Glider troops of Germany’s airborne forces landed around Maleme Bridge in Crete in May 1941. They were decimated. The Germans decided never again to mount an airborne assault. The Allies drew the opposite lesson, as a previously unseen American document shows.
"Stand to! The sun is rising red. Who knows if we will live To see it rise tomorrow?" (from the song of the German airborne forces)
For thousands of young German airborne troops who landed in Crete on 20 May 1940, the fatalistic opening lines of their formation song came true. They did not live to see another dawn. Some fell in the sea and drowned. Others fell burning in the holds of their blazing transport planes. Some were shot in their parachute harnesses, or through the flimsy sides of their gliders, as they descended. Some were caught up on olive trees, or injured landing on rough ground, and easily fell prey to their enemies. Many landed among the waiting defenders and in the frantic scramble to get clear of their chutes or gliders were shot point blank. Many, isolated and confused and only lightly armed, were hunted down and killed before they could orient and organise themselves, or find their weapon containers.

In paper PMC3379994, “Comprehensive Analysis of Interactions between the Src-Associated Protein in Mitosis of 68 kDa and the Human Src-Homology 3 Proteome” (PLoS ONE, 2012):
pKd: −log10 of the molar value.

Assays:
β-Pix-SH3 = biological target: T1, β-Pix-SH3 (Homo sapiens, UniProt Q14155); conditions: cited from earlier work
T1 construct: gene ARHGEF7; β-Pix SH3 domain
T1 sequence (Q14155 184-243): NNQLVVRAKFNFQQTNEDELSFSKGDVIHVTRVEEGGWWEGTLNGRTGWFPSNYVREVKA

It was not just the British, Australian, New Zealand and Greek soldiers of the island’s garrison who did the killing. Cretan civilians armed themselves with anything to hand and rushed to battle. Old muskets, antique daggers, bread knives, shotguns and agricultural implements in the hands of men, women, and even children, wrought slaughter on the Germans. Stories are told of one Cretan who, in his fury, smashed in the helmet and skull of a paratrooper with a rock.
Despite these appalling casualties, the Germans won the battle of Crete. But precisely because of these appalling casualties, Hitler later told General Student, commanding officer of the German airborne forces, that the days of the parachute and the glider were over. The Germans never used them again in the assault role. The Allies learned different lessons. They concluded that the German glider troops won the battle of Crete by winning the battle of Maleme. In a lecture from early 1943, American trainee pilots of the US Troop Carrier Command (TCC) were told: